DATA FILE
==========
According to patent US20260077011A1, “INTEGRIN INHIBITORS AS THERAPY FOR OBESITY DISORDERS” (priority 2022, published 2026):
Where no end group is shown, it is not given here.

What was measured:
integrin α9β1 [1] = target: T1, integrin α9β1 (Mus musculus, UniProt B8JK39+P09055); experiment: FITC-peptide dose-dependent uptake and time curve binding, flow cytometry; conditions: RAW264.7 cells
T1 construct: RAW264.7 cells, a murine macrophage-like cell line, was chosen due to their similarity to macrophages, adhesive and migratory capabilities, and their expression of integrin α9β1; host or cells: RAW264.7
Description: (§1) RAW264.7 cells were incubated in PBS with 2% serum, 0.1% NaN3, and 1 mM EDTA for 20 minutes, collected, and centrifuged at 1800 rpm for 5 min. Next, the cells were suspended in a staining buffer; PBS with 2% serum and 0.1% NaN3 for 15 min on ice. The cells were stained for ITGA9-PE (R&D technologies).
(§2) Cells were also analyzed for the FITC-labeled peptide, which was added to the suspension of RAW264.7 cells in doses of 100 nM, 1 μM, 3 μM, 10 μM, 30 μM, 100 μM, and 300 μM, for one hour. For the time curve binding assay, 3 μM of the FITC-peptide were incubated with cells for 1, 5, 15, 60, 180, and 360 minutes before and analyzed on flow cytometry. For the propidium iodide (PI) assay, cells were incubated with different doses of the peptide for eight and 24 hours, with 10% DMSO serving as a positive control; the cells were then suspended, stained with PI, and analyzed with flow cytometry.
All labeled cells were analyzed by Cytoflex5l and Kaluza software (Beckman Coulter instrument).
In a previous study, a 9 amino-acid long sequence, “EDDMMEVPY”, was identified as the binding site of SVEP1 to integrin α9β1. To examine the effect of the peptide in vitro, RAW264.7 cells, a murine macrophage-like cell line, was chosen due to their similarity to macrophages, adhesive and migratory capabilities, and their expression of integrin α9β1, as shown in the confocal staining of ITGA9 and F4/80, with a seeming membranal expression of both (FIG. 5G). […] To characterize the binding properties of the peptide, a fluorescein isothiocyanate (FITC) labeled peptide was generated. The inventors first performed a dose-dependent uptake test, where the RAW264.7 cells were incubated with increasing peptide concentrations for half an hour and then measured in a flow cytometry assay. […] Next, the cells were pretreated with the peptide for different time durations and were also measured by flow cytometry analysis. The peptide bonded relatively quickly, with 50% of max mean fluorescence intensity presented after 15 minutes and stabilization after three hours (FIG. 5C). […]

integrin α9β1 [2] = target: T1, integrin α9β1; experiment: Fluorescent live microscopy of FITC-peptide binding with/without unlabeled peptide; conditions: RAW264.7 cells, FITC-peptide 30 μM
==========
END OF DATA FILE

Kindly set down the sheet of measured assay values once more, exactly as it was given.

According to patent US20260077011A1, “INTEGRIN INHIBITORS AS THERAPY FOR OBESITY DISORDERS” (priority 2022, published 2026):
Where no end group is shown, it is not given here.

What was measured:
integrin α9β1 [1] = target: T1, integrin α9β1 (Mus musculus, UniProt B8JK39+P09055); experiment: FITC-peptide dose-dependent uptake and time curve binding, flow cytometry; conditions: RAW264.7 cells
T1 construct: RAW264.7 cells, a murine macrophage-like cell line, was chosen due to their similarity to macrophages, adhesive and migratory capabilities, and their expression of integrin α9β1; host or cells: RAW264.7
Description: (§1) RAW264.7 cells were incubated in PBS with 2% serum, 0.1% NaN3, and 1 mM EDTA for 20 minutes, collected, and centrifuged at 1800 rpm for 5 min. Next, the cells were suspended in a staining buffer; PBS with 2% serum and 0.1% NaN3 for 15 min on ice. The cells were stained for ITGA9-PE (R&D technologies).
(§2) Cells were also analyzed for the FITC-labeled peptide, which was added to the suspension of RAW264.7 cells in doses of 100 nM, 1 μM, 3 μM, 10 μM, 30 μM, 100 μM, and 300 μM, for one hour. For the time curve binding assay, 3 μM of the FITC-peptide were incubated with cells for 1, 5, 15, 60, 180, and 360 minutes before and analyzed on flow cytometry. For the propidium iodide (PI) assay, cells were incubated with different doses of the peptide for eight and 24 hours, with 10% DMSO serving as a positive control; the cells were then suspended, stained with PI, and analyzed with flow cytometry.
All labeled cells were analyzed by Cytoflex5l and Kaluza software (Beckman Coulter instrument).
In a previous study, a 9 amino-acid long sequence, “EDDMMEVPY”, was identified as the binding site of SVEP1 to integrin α9β1. To examine the effect of the peptide in vitro, RAW264.7 cells, a murine macrophage-like cell line, was chosen due to their similarity to macrophages, adhesive and migratory capabilities, and their expression of integrin α9β1, as shown in the confocal staining of ITGA9 and F4/80, with a seeming membranal expression of both (FIG. 5G). […] To characterize the binding properties of the peptide, a fluorescein isothiocyanate (FITC) labeled peptide was generated. The inventors first performed a dose-dependent uptake test, where the RAW264.7 cells were incubated with increasing peptide concentrations for half an hour and then measured in a flow cytometry assay. […] Next, the cells were pretreated with the peptide for different time durations and were also measured by flow cytometry analysis. The peptide bonded relatively quickly, with 50% of max mean fluorescence intensity presented after 15 minutes and stabilization after three hours (FIG. 5C). […]

integrin α9β1 [2] = target: T1, integrin α9β1; experiment: Fluorescent live microscopy of FITC-peptide binding with/without unlabeled peptide; conditions: RAW264.7 cells, FITC-peptide 30 μM